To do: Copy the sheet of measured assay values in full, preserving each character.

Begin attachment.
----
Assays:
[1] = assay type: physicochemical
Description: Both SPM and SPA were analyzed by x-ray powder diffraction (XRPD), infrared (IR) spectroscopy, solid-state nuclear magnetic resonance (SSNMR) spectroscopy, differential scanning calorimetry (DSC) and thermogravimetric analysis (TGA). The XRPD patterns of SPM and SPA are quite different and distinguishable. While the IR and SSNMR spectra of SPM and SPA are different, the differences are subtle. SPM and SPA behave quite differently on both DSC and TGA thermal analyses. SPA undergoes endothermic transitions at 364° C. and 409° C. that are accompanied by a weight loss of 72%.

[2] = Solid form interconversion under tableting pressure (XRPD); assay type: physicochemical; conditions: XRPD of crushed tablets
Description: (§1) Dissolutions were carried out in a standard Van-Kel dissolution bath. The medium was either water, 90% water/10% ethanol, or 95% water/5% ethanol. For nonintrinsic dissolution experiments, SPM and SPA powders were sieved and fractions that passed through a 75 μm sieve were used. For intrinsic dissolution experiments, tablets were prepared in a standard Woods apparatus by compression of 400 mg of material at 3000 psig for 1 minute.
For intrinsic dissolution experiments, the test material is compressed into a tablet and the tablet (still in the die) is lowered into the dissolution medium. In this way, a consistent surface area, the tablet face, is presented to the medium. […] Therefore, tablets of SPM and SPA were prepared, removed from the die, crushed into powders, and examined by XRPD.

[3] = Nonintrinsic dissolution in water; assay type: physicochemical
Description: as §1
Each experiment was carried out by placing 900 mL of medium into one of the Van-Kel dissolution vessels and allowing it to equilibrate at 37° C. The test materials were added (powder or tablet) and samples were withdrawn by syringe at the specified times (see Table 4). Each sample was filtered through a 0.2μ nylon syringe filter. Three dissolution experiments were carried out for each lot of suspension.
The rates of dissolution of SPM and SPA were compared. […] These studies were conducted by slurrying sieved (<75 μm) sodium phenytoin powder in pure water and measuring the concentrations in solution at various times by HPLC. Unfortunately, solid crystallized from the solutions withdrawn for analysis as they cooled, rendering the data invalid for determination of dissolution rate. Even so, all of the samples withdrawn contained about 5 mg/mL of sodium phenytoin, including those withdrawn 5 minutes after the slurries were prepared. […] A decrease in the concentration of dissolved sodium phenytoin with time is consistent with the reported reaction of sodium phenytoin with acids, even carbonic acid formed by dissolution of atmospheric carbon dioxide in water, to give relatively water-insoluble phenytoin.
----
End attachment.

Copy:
Assays:
[1] = assay type: physicochemical
Description: Both SPM and SPA were analyzed by x-ray powder diffraction (XRPD), infrared (IR) spectroscopy, solid-state nuclear magnetic resonance (SSNMR) spectroscopy, differential scanning calorimetry (DSC) and thermogravimetric analysis (TGA). The XRPD patterns of SPM and SPA are quite different and distinguishable. While the IR and SSNMR spectra of SPM and SPA are different, the differences are subtle. SPM and SPA behave quite differently on both DSC and TGA thermal analyses. SPA undergoes endothermic transitions at 364° C. and 409° C. that are accompanied by a weight loss of 72%.

[2] = Solid form interconversion under tableting pressure (XRPD); assay type: physicochemical; conditions: XRPD of crushed tablets
Description: (§1) Dissolutions were carried out in a standard Van-Kel dissolution bath. The medium was either water, 90% water/10% ethanol, or 95% water/5% ethanol. For nonintrinsic dissolution experiments, SPM and SPA powders were sieved and fractions that passed through a 75 μm sieve were used. For intrinsic dissolution experiments, tablets were prepared in a standard Woods apparatus by compression of 400 mg of material at 3000 psig for 1 minute.
For intrinsic dissolution experiments, the test material is compressed into a tablet and the tablet (still in the die) is lowered into the dissolution medium. In this way, a consistent surface area, the tablet face, is presented to the medium. […] Therefore, tablets of SPM and SPA were prepared, removed from the die, crushed into powders, and examined by XRPD.

[3] = Nonintrinsic dissolution in water; assay type: physicochemical
Description: as §1
Each experiment was carried out by placing 900 mL of medium into one of the Van-Kel dissolution vessels and allowing it to equilibrate at 37° C. The test materials were added (powder or tablet) and samples were withdrawn by syringe at the specified times (see Table 4). Each sample was filtered through a 0.2μ nylon syringe filter. Three dissolution experiments were carried out for each lot of suspension.
The rates of dissolution of SPM and SPA were compared. […] These studies were conducted by slurrying sieved (<75 μm) sodium phenytoin powder in pure water and measuring the concentrations in solution at various times by HPLC. Unfortunately, solid crystallized from the solutions withdrawn for analysis as they cooled, rendering the data invalid for determination of dissolution rate. Even so, all of the samples withdrawn contained about 5 mg/mL of sodium phenytoin, including those withdrawn 5 minutes after the slurries were prepared. […] A decrease in the concentration of dissolved sodium phenytoin with time is consistent with the reported reaction of sodium phenytoin with acids, even carbonic acid formed by dissolution of atmospheric carbon dioxide in water, to give relatively water-insoluble phenytoin.